Ohler is a strong supporter of the tourism districts; the Green Bank, which makes loans for commercial clean energy projects using public/private partnerships; and the Community Investment Act, which has funded many improvements in the Northwest Corner towns. All suffered major cuts or were zeroed out in the budget, but Ohler sees them as significant job producers and ways to bring revenue. He mentioned a study done in 2015 under the office of the governor which concluded that tourism pulled in about a billion dollars in Litchfield County.

Ohler said that the legislature had laid out where the cuts could be made, largely in administrative expenditure, and he would like to see the legislature brought back into session to address how these cuts were actually made. A spokesman for Malloy, however, says that the legislature had passed on the responsibility of specific cuts to the governor and that many cost-cutting measures such as hiring freezes and reductions in overtime had largely already been taken.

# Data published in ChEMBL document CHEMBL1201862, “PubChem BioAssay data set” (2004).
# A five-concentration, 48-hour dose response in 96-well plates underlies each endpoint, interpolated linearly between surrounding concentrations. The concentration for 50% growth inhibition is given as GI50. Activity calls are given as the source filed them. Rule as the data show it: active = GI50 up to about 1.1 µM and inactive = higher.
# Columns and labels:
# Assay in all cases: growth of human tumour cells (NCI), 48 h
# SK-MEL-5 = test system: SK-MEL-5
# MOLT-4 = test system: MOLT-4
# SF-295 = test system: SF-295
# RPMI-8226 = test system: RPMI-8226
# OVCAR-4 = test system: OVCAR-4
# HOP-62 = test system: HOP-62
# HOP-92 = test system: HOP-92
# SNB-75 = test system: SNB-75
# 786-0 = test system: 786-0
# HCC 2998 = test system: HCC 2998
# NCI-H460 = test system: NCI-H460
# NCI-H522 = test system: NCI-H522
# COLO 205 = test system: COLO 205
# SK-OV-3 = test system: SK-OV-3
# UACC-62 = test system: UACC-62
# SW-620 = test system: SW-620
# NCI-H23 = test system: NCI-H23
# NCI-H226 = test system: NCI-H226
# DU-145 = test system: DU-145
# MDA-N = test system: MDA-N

In response to the claim that we are overly dependent on tax revenue from a small number of wealthy people living in Fairfield County, Ohler cited this scary statistic: if 15 of the richest families moved out of state, we would lose 30 percent of our tax revenue. He pointed to the fact that many middle-class families have left the state and others wish they could. He sees “reducing spending and stabilizing our finances” rather than taxation as the way to make the state more attractive to businesses and families.